If a nonprofit is located near a community college or university, it has some built-in advantages. College students are energetic, enthusiastic, and bright young people who are eager to gain experience while making a difference in the world. In fact, 33% of volunteers identify “professional networking and development” as motivating factors for working with a charity.

College volunteers are idealistic and likely to spread your message. They may also be more likely to transition into donors following a volunteer experience. On average, people who have volunteered in the past year donate ten times more money to charities than non-volunteers. Furthermore, 67% of those who volunteered in the last year say that they will make donations to the same nonprofits at which they volunteered.


When you properly engage with undergraduates, their specialized skills can become an asset to any nonprofit organization. We’ve compiled these four tips to help you acquire more student volunteers.

Partner with a local service-learning program

Reach out to your local college or university and see if they have a service-learning curriculum. Volunteerism is apart of these classes, so students are more likely to be interested in volunteer opportunities. Students have new ideas, specialized skills, and unique connections that they can bring to your organization. As the community youth become ambassadors for your nonprofit, you’ll enjoy increased invisibility and public support, as well as the chance to retain your student volunteers past graduation.

If the school has volunteer-recruitment software, post your volunteer opportunities and specify the skills you’re after. Students who feel that their skills and interests are being met are more likely to repeatedly volunteer, to feel dedicated to your mission, and to become donors later on.

Get social

If you’re not already on Facebook, Twitter, and Instagram, sign up and get posting! I’m sure that Facebook and Twitter are already apart of your social strategy, but nonprofits would be wise to look into Instagram as well.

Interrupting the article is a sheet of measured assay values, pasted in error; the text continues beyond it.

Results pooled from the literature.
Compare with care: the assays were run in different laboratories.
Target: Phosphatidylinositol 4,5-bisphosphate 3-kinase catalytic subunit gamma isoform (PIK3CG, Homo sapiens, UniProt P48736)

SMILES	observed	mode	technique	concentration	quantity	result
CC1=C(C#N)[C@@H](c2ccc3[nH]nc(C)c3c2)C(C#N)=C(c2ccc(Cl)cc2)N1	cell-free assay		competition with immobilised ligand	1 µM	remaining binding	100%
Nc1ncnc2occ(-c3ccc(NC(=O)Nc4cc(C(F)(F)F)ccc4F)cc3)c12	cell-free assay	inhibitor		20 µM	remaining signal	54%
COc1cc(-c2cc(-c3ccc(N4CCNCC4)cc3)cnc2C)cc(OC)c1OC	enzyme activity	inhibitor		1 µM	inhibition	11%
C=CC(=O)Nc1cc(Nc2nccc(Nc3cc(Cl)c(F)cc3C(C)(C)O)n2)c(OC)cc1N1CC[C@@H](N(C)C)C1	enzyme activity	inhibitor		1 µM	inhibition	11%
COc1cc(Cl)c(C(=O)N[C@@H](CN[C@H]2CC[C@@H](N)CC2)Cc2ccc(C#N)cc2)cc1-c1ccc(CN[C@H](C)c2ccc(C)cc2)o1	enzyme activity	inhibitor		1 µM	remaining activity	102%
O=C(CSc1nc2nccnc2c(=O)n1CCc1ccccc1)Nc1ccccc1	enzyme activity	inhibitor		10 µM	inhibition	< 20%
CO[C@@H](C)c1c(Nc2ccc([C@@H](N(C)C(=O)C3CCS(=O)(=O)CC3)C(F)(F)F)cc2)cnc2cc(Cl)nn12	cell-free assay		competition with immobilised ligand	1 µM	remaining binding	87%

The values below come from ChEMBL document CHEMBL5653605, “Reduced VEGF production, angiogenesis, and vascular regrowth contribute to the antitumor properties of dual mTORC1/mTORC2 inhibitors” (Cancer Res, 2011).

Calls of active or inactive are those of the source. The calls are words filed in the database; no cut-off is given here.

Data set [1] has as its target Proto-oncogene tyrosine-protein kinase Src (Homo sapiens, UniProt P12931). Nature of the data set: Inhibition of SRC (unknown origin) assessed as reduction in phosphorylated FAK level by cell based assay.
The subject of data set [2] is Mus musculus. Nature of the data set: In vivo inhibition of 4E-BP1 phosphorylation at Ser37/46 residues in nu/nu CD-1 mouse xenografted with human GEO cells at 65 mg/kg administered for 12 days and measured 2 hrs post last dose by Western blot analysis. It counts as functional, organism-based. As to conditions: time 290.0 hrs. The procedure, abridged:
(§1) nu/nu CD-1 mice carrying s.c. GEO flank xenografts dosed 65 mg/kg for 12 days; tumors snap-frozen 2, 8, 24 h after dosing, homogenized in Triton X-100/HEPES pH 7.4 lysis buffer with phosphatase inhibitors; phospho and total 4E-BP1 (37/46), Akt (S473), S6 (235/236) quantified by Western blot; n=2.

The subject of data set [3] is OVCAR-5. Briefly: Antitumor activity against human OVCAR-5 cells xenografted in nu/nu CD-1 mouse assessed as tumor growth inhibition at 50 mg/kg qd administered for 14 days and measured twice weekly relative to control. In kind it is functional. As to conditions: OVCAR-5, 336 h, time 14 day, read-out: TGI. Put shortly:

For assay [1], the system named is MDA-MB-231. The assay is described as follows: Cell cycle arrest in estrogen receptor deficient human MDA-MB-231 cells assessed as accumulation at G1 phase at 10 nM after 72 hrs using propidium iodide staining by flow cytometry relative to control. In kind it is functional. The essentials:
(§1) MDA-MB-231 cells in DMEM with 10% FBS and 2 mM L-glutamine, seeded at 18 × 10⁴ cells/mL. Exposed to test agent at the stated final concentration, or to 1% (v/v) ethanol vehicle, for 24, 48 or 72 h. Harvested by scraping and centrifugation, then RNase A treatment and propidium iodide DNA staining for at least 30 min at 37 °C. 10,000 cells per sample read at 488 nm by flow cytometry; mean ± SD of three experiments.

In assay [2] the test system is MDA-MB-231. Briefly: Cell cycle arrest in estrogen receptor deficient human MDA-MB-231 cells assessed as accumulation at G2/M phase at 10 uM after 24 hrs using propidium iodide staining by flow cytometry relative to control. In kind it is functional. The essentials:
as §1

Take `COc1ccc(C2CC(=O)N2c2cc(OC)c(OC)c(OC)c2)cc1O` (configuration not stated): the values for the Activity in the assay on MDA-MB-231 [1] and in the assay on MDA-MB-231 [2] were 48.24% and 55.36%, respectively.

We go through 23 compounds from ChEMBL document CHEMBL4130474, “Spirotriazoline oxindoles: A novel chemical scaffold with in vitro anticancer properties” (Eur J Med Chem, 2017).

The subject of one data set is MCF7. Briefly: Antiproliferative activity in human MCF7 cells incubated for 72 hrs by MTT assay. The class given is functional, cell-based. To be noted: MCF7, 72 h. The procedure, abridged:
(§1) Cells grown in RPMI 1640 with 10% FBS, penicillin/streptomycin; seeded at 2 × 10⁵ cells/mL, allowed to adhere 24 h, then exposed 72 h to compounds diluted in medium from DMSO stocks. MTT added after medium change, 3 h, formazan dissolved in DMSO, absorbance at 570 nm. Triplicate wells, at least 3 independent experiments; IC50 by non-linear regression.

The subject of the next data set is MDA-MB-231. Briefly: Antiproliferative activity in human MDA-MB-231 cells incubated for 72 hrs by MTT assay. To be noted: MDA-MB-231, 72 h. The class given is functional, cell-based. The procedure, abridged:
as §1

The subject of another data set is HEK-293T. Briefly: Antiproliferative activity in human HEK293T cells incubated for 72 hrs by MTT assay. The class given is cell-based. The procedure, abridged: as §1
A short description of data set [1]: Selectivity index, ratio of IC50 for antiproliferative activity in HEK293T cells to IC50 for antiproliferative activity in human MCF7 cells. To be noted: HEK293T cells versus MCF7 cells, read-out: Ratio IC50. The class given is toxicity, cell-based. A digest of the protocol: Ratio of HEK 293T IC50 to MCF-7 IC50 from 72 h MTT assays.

Instagram is a photo-sharing site where you can post original photos, which is perfect for your organization’s visual storytelling efforts. Instagram users are typically between the ages of 18-29, so the platform already has the perfect target audience for recruiting college-aged volunteers. You can also “regram” other people’s photos, stream live video to your followers, and use hashtags to join relevant conversations. It’s a good idea to meet your college volunteer prospects where they already are–online– and Instagram is a great way to do that.

Contact student government and student clubs

Shoot an email to the campus’s student government and student organization departments. In your email, inquire about a partnership between your organization and a student group. By targeting a club that has a similar mission to your own nonprofit, you’ll find the students who are most interested in your cause. Your organization can become a meaningful extension of what they’re already doing on campus.

Keep in mind that many schools require student organizations to commit to a certain number of volunteer hours in order to get funding. Find out if your local college requires this, and if so, offer to partner with the clubs for a day of service or a service-learning project.

Go Greek


Fraternities and sororities are often a central part of campus life. While most people associate them with the college social scene, these student organizations belong to an actively philanthropic system. In fact, Greek affiliates volunteer an average of 850,000 hours for charitable causes, with a total donation of $7 million to both nonprofits and universities.

A survey from NP catalyst found that 95% of Greek advisors said that philanthropy within their organization is important or extremely important. One hundred percent of survey respondents had raised money for nonprofit organizations, and 60% had partnered with a local nonprofit.

The Greek community represents an incredibly large force of volunteers! Reach out to these organizations early in the semester and see if you can partner with them. They may just be the perfect partners to make a huge impact in your community.

If you look to service-learning programs, social media, student organizations, and fraternities and sororities, you should find an abundance of motivated individuals who will volunteer at your nonprofit. Keep in mind that college students have busy schedules, so contact them as soon as possible for the best response.  Good luck!

How do YOU acquire college volunteers? Let us know in the comments.